Extended Tweets: Adapting the Bone Comics

boneWas on a Mariah Carey musical kick on YouTube and noticed that her general look in the Butterfly music video looked a lot like Thorn Harvestar’s in the Bone comic. I get that the fictional fantasy world Bone took place in was primarily white, but I’m sure a young Mariah Carey would have been an exception had a live action movie been made (I mean, she did pretty well in Precious from what I heard, though that was a good number of years later).

… either that, or animate the movie and have Mariah as the singer for an epic inspirational late-90’s/early 00’s type of tune while the end credits roll. I could totally imagine a Bone movie being more possible at around the same time as something like Disney’s Atlantis or Titan AE. Then again, it would probably have the same levels of critical acclaim as them, too, so maybe it was for the best that it hasn’t happened yet.

Still. A Bone movie would work beautifully as a hand-drawn movie. Don’t wanna be nitpicky, but I’d rather Wikipedia be lying about a CG animated trilogy in the works. I mean I’m sure the fact that they’re splitting the movie into a trilogy suggests some care will be given to the franchise, but going the CG route for animated works as of late seems to be a decision made “because all the cool kids are doing it” rather than the aesthetic working well with the story and characters.

Spoiler-Free Review: Evangelion 3.0 You Can (not) Redo

Of the entire Harry Potter series, in terms of both movies and books, I absolutely hated Order of the Phoenix. It was one of those stories that could summed up in a sentence or two in its entirety without losing any bit of detail to the story (The Ministry of Magic doesn’t believe Voldemort’s back until Harry and co. fight him on the Ministry’s turf where Sirius dies). Sure, technically stuff happens (I think all but the most avant-garde of works hold this common thread), but when it comes to the grander scheme, it was pretty obvious that it was only used as a stepping stone to get the meat of the series’ latter half.

A similar thing can be said about Evangelion 3.0: You Can (not) Redo, but for some reason I thought it was a solid enough addition to the franchise that I didn’t mind it.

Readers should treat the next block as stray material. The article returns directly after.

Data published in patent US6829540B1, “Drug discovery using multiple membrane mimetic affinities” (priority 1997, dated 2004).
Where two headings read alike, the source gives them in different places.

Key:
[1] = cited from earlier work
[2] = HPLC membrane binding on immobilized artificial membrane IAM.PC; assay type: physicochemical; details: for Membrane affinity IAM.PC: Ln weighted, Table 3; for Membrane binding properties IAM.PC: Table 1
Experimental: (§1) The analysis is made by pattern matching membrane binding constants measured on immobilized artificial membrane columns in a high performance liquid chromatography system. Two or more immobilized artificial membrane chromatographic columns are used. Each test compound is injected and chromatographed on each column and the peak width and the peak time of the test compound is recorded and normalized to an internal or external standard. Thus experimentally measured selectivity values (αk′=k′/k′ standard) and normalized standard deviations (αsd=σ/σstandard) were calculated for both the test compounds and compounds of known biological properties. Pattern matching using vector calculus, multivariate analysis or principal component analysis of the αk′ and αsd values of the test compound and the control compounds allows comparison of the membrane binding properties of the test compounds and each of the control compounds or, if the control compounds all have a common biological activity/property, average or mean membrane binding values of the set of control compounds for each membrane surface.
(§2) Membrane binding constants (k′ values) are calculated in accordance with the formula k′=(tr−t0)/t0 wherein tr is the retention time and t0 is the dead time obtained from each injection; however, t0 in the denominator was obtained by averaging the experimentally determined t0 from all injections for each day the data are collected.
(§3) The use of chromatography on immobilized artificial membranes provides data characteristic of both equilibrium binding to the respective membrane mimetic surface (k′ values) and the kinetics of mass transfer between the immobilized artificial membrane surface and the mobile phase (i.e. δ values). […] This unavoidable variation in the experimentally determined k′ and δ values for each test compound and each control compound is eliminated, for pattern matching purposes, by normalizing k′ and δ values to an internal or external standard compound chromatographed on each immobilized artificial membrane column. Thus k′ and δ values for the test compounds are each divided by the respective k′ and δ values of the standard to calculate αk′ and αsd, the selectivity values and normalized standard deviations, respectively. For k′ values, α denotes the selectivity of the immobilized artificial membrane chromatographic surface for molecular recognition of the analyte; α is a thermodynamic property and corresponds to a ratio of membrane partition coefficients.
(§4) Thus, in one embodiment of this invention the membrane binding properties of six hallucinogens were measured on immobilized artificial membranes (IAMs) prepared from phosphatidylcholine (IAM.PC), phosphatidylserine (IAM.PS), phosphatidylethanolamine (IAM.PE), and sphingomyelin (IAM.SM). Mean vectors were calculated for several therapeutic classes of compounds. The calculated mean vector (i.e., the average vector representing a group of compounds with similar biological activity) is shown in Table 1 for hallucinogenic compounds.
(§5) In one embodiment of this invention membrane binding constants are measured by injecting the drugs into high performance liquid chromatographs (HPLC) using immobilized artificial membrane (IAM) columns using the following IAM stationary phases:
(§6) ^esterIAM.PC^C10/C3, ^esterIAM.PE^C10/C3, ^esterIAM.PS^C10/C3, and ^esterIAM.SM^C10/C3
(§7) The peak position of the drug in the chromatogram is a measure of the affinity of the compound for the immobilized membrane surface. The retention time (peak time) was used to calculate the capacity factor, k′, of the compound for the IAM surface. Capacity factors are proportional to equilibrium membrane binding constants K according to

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The Thieves – Korean Movie Review

When I heard that semi-recent Korean movie The Thieves was the third best-selling film in South Korean box offices ever, my interests were piqued to say the least.


The Thieves is one of those movies whose synopsis alone doesn’t come anywhere near doing it justice. As the movie starts, you’re introduced to a myriad of thieves, each one of them with a particular quirk or specialty. Aiming for a rather pricey diamond known as the Tear of the Sun, thief Macao Park gathers thieves from both Korea and China to plan the heist. With the movie’s cast and general setting for the heist taking place in a casino, you may think of this as the Korean version of Ocean’s 11, though to leave it at that wouldn’t come close to explaining the rest of the movie.

While the cast has a certain charm that makes you root for their robbery, there’s another level to the characters in the form of their interactions with each other. Besides the tension brought about in the Korean thieves mingling with the Chinese thieves, additional tension is introduced in the form of backstories with characters. It’s this slow reveal of backstory, making you side with certain thieves over others, that gives a refreshing take on the genre. The intricate and sometimes overlapping stories certain thieves have is this movie’s biggest strength, making for a narrative that delivers on so many levels.

From my understanding, each thief is played by a big name actor, though my ignorant American know-how was only able to spot out Gianna Jun, best known as the main lead in Korean dramady movie My Sassy Girl. Jun’s performance does not disappoint, delivering an expected amount of sassiness that her previous works have made her known for and stealing practically every scene she’s in. Though that’s not to say that the rest of the cast doesn’t deliver either; the rest of the thieves from the false-mustachioed Popie to the dopey Andrew really make the characters their own, interacting with each other in a way that you really believe that they’re a team of professionals, albeit occasionally goofy ones.

Usually, when it comes to movies with large casts, there’s bound to be more attention given to certain characters over others. And while such is true for The Thieves, you don’t really mind it since each character is given the amount of screen time they deserve, with nobody getting absolutely shafted. It’s the kind of movie that knows how to deal with each of its characters and their personal character arcs, as numerous as they may be for just one movie.

Overall, The Thieves deserves every bit of praise it’s gotten, with my only gripe being that its American release isn’t as packed to the brim with special features as its native Korean release was. Still, if that means a cheaper price on amazon, then you have even more reason to blind buy it. I did so myself and loved every minute of it.